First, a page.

“This is a petulant president who continues to purge national security professionals. He’s on his sixth national security advisor in three years,” said Reed. “This is a dangerous moment for our democracy and the non-partisan institutions charged with defending it and upholding the law.”


Science Applications International Corp has agreed to acquire Unisys Federal, in an all-cash transaction valued at $1.2 billion. It is the second large acquisition by the Reston, Va-based SAIC which a year ago completed a $2.5 billion merger with Engility Holdings, Inc.

The moves are designed to position the company leading provider of cloud migration services for the federal government, as the Pentagon is expanding cloud computing technology, said SAIC chief executive Nazzic Keene in a recent interview.

Raytheon is partnering with U.S. Air Force on a prototype system to manage the massive amounts of satellite data, as part of a $197 million contract to upgrade the service’s missile-warning architecture, the company has announced.

“The U.S. has more than 350 satellites in space right now, doing everything from monitoring weather patterns, providing GPS signals, collecting intelligence and relaying communications,” said Ted Glusko, vice president for C2, Space and Intelligence at Raytheon. “We need to make sure we’re able to make use of all the information those satellites are collecting.”

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“The Future Operationally Resilient Ground Evolution Mission Data Processing Application Framework — FORGE MDPAF for short — will process Overhead Persistent Infrared satellite data from both the U.S. Air Force’s evolving Space Based Infrared System constellation and the future Next Gen OPIR constellation, as well as be capable of processing data from other civil and environmental sensors,” said Raytheon in announcing the contract.

The Rundown

Washington Examiner: ‘It depends’: Buttigieg and Biden demur on Soleimani killing

Washington Examiner: Some troops deployed amid Iran tensions are coming back to US, families told

Washington Examiner: ‘End that son of a bitch’: Philippine president says he will scrap military pact with US

Military.com: Esper Presses Congress to Bulk Up Next Military Budget

Bloomberg: U.S. Navy’s Ship Spending Plan Cut by $4 Billion in Trump Budget

Military.com: Navy Sets Date For Crucial Hypersonic Weapons Flight Test

Defense News: The U.S. Navy’s Vaunted Deployment Plan Is Showing Cracks Everywhere

Washington Post: Afghan forces are claiming victory in some Taliban-controlled areas. Civilians say they’re still in danger.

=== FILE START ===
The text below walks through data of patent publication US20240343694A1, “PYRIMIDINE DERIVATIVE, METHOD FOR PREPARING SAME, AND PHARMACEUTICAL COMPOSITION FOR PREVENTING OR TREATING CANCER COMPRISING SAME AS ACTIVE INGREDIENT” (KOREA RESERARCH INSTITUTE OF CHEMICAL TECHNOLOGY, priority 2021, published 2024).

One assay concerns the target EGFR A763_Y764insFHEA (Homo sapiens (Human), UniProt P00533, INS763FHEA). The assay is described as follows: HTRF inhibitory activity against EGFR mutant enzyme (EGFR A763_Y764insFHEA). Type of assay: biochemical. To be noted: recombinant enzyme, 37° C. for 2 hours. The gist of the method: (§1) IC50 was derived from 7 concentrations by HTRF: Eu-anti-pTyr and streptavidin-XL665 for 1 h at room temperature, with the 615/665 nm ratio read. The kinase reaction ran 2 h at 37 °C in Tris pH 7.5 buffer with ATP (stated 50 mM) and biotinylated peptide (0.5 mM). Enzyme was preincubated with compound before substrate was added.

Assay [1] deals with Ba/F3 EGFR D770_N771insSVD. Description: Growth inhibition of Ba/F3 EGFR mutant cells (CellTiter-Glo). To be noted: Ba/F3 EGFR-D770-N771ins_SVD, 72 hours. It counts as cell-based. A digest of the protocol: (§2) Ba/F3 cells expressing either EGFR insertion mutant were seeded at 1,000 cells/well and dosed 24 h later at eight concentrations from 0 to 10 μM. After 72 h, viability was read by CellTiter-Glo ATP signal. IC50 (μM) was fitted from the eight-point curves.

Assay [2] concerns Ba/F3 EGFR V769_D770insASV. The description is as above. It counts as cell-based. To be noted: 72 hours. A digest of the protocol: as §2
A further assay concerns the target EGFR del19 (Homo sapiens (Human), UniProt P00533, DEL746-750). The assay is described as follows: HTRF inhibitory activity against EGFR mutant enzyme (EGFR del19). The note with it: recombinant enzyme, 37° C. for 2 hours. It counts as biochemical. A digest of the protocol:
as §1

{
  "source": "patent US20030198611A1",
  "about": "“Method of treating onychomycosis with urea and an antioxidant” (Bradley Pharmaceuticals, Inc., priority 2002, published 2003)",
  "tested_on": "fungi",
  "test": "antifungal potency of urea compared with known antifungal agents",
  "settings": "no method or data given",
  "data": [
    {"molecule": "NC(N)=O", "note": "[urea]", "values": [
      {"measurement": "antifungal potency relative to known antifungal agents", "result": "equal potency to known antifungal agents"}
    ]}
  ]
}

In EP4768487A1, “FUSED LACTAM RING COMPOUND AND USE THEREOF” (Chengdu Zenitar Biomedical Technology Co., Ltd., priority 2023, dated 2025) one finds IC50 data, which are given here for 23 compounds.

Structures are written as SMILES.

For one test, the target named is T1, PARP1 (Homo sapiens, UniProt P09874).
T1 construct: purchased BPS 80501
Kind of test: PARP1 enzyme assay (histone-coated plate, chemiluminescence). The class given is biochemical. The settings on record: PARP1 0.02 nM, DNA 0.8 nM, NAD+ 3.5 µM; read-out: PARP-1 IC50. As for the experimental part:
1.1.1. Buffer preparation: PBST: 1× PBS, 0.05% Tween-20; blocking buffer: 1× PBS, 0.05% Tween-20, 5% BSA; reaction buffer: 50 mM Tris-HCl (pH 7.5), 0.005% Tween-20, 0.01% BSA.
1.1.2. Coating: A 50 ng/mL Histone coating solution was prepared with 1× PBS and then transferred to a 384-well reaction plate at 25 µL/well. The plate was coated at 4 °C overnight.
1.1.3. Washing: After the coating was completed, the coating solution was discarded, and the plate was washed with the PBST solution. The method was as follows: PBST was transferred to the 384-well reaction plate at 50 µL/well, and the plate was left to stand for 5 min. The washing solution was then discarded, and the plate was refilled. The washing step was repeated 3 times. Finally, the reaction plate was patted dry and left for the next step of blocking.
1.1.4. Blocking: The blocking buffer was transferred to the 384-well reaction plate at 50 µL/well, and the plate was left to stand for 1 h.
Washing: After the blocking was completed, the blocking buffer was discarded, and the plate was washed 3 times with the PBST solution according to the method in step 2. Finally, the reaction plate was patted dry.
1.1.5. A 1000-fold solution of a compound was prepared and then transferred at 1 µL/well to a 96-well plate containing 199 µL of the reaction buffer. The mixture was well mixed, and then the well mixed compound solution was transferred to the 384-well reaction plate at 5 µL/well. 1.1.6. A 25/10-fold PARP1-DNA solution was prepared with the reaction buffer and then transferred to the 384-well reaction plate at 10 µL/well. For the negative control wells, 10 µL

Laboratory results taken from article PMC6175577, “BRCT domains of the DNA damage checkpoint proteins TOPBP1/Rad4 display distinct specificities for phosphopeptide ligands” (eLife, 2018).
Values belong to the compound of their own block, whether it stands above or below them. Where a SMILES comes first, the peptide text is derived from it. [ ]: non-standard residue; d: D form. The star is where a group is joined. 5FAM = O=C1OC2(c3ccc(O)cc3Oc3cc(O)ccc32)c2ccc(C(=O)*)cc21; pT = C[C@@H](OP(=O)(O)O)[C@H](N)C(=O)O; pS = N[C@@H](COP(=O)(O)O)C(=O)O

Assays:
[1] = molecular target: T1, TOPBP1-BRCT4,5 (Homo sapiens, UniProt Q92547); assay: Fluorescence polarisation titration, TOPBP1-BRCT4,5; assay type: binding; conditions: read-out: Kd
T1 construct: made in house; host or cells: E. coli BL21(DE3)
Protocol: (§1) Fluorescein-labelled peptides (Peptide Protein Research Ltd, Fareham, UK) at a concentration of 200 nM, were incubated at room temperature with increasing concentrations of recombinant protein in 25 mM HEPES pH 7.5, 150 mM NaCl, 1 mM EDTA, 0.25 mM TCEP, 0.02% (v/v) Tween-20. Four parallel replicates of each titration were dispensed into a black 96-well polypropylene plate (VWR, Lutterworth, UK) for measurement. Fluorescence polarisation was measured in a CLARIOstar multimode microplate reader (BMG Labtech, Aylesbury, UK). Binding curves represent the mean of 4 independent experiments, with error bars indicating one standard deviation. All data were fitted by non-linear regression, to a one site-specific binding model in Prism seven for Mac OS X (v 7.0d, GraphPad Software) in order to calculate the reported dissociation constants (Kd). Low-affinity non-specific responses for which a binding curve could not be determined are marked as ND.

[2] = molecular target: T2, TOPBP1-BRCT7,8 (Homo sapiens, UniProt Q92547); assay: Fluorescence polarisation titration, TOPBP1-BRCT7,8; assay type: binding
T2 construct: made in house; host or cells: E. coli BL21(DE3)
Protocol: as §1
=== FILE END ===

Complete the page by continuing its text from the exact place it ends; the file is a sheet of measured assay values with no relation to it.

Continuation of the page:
AP: Iran again fails to put satellite into orbit amid US worries

Breaking Defense: Virgin Orbit’s LauncherOne To Fly DoD Sats By Year End

AP: Air Force suicides surged last year to highest in 3 decades

Washington Post: Trump administration considers suspending humanitarian assistance to Yemen amid new rebel restrictions

Washington Post: Trump ramps up border-wall construction ahead of 2020 vote

Task & Purpose: Here’s why budget day at the Pentagon is better than sex



8 a.m. 210 Cannon — The White House Office of Management and Budget officially delivers President Trump’s FY 2021 federal budget request to the House Budget Committee. https://budget.house.gov/

8 a.m. 7525 Colshire Drive, McLean, Va. — Armed Forces Communications and Electronics Association Army Cloud and Data Colloquium, with Army CIO Lt. Gen. Bruce Crawford; Army Deputy CIO Greg Garcia, chief data officer of the Army; Priya Raman, chief data analytics officer at Microsoft, and Air Force Deputy CIO Bill Marion. https://www.afcea.org/calendar/event

1:30 p.m. Pentagon Briefing Room 2E973 — The Department of Defense conducts five separate briefings on the president’s FY 2021 defense budget, with acting Pentagon Comptroller Elaine McCusker; Vice Adm. Ron Boxall, director, Force Structure, Resources and Assessment; Joint Staff; Maj. Gen. Paul Chamberlain, director for Army budget; Deputy Assistant Secretary of the Navy for Budget Rear Adm. Randy Crites; Air Force Deputy Assistant Secretary for Budget, Maj. Gen. John Pletcher; Vice Adm. Jon Hill, director, Missile Defense Agency; and Michelle Atkinson, director for operations, Missile Defense Agency. Live stream at https://www.defense.gov

1 p.m. 1030 15th St. N.W. — Atlantic Council discussion on “Forging the Army’s Future,” focusing on “reinventing innovation in the Army,” with Gen. John Murray, commanding general of the U.S. Army Futures Command. https://www.atlanticcouncil.org/event

4 p.m. 1521 16th St. N.W. — The Institute of World Politics lecture “Influencing a Wired World with Cyber Intelligence,” with Peter Debbins, area studies and hybrid warfare instructor for the U.S. European Command and NATO. https://www.iwp.edu/events